Creation: How Does the Bible Interpret Genesis 1?

As we consider the debate between those who hold to believe in some form of evolution and those who believe in the traditional Christian belief in direct creation by God over the course of six 24-hour days; one question that has to be answered is “What does the Bible say about the creation of the universe.” In other words, it does not really matter what the traditional Christian belief is. The central question is, “What does the Bible, in fact, teach?” Or, to put it more humbly, “What does the Bible seem to teach?” As we consider texts that speak directly about the creation of the universe, what is the picture they paint?

Genesis 1 is obviously an important place to start. Several aspects demand our attention. First, there are the repeated “let there be” statements followed by “and there was;” “and it was so;” or “God made.” It is hard to escape the immediacy that these statements imply. Furthermore there are the repeated “there was evening, and there was morning, the first [second/third/fourth etc.] day.” In any other discourse if someone talked like this there would be little chance of being misunderstood. If someone made an appointment and said, “After three evening and mornings, after three days, I will meet you.” It would be, or should be, pretty clear when the meeting was supposed to happen. Granted, there are some biblical contexts in which “day” does not mean a 24-hour time period. But our basic methodology is not to ask what a word can possibly mean from other contexts, but what a word most likely means in its present context. We must investigate how the Bible speaks about creation and its days in other contexts that speak of creation; not how it speaks about “days” in contexts that have nothing to do with creation.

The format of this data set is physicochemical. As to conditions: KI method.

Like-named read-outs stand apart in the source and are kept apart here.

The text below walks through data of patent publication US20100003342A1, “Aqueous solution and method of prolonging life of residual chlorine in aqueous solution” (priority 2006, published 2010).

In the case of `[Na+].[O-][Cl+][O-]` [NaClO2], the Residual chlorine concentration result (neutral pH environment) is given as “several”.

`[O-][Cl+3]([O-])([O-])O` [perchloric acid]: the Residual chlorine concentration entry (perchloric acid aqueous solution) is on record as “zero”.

This leads to a consideration of Exodus 20:8-11 a context that speaks of days and creation. The Israelites were commanded to work 6 days of the week and cease from their labor on the seventh day of the week. There is no ambiguity here and all interpreters can only assert that such a command was understood and practiced with a literal understanding of the words. The Israelites worked Sunday through Friday and ceased labors on Saturday. Even now, nearly 4,000 years later, the Jewish people practice this. Verse 11 appears to be equally unambiguous: “For in six days the LORD made heaven and earth, the sea, and all that is in them, and rested on the seventh day. Therefore the LORD blessed the Sabbath day and made it holy.” The six days of labor for the Israelites match the six days of labor of the Lord. What indication is there in the text that anyone should take verses 8-10 literally, but not verse 11? Indeed, the very basis for a literal interpretation for verses 8-10 is a literal interpretation of verse 11. When the Bible speaks of days and creation, the Bible seems to interpret the event literally.

But what about the act of creation? How does the Bible present the act of creation outside of Genesis? Consider the following texts:

 Psalm 33:6-9  By the word of the LORD the heavens were made, and by the breath of his mouth all their host. He gathers the waters of the sea as a heap; he puts the deeps in storehouses. Let all the earth fear the LORD; let all the inhabitants of the world stand in awe of him! For he spoke, and it came to be; he commanded, and it stood firm.

Psalm 148:1-5- Praise the LORD! Praise the LORD from the heavens; praise him in the heights! Praise him, all his angels; praise him, all his hosts! Praise him, sun and moon, praise him, all you shining stars! Praise him, you highest heavens, and you waters above the heavens! Let them praise the name of the LORD! For he commanded and they were created.

Isaiah 45:12, 18- I made the earth and created man on it; it was my hands that stretched out the heavens, and I commanded all their host. For thus says the LORD, who created the heavens (he is God!), who formed the earth and made it (he established it; he did not create it empty, he formed it to be inhabited!): “I am the LORD, and there is no other.